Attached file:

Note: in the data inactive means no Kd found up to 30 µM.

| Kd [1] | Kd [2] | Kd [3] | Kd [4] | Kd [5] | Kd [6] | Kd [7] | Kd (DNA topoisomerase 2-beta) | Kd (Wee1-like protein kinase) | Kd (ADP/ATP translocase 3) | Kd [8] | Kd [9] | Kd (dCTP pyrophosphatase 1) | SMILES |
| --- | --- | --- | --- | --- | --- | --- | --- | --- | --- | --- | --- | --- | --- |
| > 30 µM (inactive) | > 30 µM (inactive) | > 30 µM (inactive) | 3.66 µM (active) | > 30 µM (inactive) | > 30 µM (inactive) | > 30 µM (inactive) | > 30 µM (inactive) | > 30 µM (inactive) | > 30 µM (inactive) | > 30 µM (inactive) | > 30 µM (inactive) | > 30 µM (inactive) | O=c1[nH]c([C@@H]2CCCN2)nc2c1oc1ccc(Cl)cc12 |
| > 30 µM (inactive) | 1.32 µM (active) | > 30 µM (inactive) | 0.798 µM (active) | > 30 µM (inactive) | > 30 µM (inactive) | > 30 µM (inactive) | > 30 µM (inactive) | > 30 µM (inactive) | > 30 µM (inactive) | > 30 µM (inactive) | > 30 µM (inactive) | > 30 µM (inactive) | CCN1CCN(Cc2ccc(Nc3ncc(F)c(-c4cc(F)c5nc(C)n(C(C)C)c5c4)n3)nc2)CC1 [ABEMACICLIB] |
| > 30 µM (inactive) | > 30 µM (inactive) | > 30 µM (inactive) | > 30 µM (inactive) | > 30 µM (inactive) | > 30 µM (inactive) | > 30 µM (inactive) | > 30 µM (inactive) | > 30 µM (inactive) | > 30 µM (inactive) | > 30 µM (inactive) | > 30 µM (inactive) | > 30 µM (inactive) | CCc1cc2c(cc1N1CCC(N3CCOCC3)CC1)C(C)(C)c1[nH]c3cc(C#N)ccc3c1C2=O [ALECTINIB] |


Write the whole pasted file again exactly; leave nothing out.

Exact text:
Note: in the data inactive means no Kd found up to 30 µM.

| Kd [1] | Kd [2] | Kd [3] | Kd [4] | Kd [5] | Kd [6] | Kd [7] | Kd (DNA topoisomerase 2-beta) | Kd (Wee1-like protein kinase) | Kd (ADP/ATP translocase 3) | Kd [8] | Kd [9] | Kd (dCTP pyrophosphatase 1) | SMILES |
| --- | --- | --- | --- | --- | --- | --- | --- | --- | --- | --- | --- | --- | --- |
| > 30 µM (inactive) | > 30 µM (inactive) | > 30 µM (inactive) | 3.66 µM (active) | > 30 µM (inactive) | > 30 µM (inactive) | > 30 µM (inactive) | > 30 µM (inactive) | > 30 µM (inactive) | > 30 µM (inactive) | > 30 µM (inactive) | > 30 µM (inactive) | > 30 µM (inactive) | O=c1[nH]c([C@@H]2CCCN2)nc2c1oc1ccc(Cl)cc12 |
| > 30 µM (inactive) | 1.32 µM (active) | > 30 µM (inactive) | 0.798 µM (active) | > 30 µM (inactive) | > 30 µM (inactive) | > 30 µM (inactive) | > 30 µM (inactive) | > 30 µM (inactive) | > 30 µM (inactive) | > 30 µM (inactive) | > 30 µM (inactive) | > 30 µM (inactive) | CCN1CCN(Cc2ccc(Nc3ncc(F)c(-c4cc(F)c5nc(C)n(C(C)C)c5c4)n3)nc2)CC1 [ABEMACICLIB] |
| > 30 µM (inactive) | > 30 µM (inactive) | > 30 µM (inactive) | > 30 µM (inactive) | > 30 µM (inactive) | > 30 µM (inactive) | > 30 µM (inactive) | > 30 µM (inactive) | > 30 µM (inactive) | > 30 µM (inactive) | > 30 µM (inactive) | > 30 µM (inactive) | > 30 µM (inactive) | CCc1cc2c(cc1N1CCC(N3CCOCC3)CC1)C(C)(C)c1[nH]c3cc(C#N)ccc3c1C2=O [ALECTINIB] |